DC Bar Foundation Now Accepting Applications for Foreclosure Prevention and Community Redevelopment Grants
[District of Columbia, July 1, 2015] – The DC Bar Foundation is now accepting applications from civil legal services providers based in the District of Columbia that serve low-income, underrepresented DC residents in the areas of foreclosure prevention legal assistance and/or community redevelopment legal assistance.
More than $243,000 has been made available to DC-based legal services providers. The DC Bar Foundation is able to award these funds as a result of the 2014 settlement on mortgage-related litigation between the U.S. Department of Justice and Bank of America Corporation. The settlement provided that every Interest on Lawyers’ Trust Accounts program in the U.S. and its territories receive funds for legal aid organizations in its jurisdiction for foreclosure prevention legal assistance and community redevelopment legal assistance.
DCBF Board member and Chair of the Grants and Technical Assistance Committee Vonya McCann stated, “Civil legal services in foreclosure and community redevelopment are critical for many of DC’s residents who may be on the verge of becoming homeless. The Foundation is pleased to run this one-time grant cycle that supports DC’s legal aid organizations in their efforts to assist in foreclosure prevention and community redevelopment.”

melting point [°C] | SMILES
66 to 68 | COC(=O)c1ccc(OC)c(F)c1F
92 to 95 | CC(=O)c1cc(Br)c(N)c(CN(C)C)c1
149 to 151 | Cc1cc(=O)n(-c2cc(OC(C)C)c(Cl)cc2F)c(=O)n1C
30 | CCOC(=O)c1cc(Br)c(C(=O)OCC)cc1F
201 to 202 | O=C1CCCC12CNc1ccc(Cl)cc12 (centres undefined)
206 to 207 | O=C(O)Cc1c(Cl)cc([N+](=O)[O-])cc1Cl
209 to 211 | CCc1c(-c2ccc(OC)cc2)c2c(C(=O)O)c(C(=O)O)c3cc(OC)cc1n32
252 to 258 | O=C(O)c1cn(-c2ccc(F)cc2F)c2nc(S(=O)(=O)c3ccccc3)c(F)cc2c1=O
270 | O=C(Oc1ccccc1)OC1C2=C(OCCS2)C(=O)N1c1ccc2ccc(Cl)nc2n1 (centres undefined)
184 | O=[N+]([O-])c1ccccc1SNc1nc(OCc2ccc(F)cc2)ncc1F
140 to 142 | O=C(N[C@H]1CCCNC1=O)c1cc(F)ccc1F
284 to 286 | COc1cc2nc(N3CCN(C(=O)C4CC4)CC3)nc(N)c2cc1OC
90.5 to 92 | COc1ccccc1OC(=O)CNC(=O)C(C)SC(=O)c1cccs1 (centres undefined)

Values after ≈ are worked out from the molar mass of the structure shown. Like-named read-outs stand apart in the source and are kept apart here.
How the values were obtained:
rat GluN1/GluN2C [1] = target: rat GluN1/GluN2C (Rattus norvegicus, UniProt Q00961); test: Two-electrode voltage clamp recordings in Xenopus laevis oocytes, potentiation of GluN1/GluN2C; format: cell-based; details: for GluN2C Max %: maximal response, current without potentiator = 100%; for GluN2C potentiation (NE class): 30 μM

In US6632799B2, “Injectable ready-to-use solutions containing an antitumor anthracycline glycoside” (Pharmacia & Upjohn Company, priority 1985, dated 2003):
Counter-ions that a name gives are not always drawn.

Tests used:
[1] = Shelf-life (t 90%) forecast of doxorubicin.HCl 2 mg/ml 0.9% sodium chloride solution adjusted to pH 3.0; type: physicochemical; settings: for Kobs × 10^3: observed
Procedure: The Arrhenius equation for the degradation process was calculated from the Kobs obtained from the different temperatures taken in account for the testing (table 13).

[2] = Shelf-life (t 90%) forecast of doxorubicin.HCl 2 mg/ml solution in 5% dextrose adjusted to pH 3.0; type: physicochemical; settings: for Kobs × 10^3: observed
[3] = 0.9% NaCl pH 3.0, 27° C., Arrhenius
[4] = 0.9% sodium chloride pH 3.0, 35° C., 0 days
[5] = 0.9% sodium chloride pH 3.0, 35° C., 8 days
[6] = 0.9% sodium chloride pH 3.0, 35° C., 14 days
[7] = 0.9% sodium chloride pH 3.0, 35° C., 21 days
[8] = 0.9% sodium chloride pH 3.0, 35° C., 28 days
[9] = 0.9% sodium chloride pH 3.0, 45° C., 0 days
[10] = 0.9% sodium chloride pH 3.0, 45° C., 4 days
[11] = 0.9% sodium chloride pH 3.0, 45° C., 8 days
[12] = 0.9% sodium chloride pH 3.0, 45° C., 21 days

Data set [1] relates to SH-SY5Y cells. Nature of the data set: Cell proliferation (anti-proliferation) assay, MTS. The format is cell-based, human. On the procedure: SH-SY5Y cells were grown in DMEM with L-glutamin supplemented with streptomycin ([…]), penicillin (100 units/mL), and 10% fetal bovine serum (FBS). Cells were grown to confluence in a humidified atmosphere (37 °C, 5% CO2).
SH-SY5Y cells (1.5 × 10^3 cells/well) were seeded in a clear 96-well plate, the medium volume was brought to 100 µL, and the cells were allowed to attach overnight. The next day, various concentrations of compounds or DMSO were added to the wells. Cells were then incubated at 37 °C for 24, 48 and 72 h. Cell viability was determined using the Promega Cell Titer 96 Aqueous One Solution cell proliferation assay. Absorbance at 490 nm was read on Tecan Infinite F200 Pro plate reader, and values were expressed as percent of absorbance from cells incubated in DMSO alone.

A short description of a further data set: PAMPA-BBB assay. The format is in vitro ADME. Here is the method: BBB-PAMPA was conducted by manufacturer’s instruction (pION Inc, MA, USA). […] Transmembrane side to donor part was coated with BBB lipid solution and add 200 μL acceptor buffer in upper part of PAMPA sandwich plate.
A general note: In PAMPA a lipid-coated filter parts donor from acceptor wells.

Applicants must submit an executive summary and a two-page narrative by 5:00 p.m. on Tuesday, July 21, 2015. Application instructions can be downloaded from this page of the DC Bar Foundation’s website. Awards will be announced in mid-September 2015, and the grant term is October 1, 2015 to September 30, 2016.
The DC Bar Foundation, a 501(c)(3) organization established in 1977, is the largest funder of civil legal services in the District. The Bar Foundation’s mission is to fund, support, and improve legal representation of the poor, vulnerable, and otherwise disadvantaged in the District of Columbia, and it is committed to the vision that residents of the District have equal access to justice, regardless of income. The Foundation provides grants and training and technical assistance to local non-profit legal services organizations and awards loans to D.C. poverty lawyers to help with their educational debt.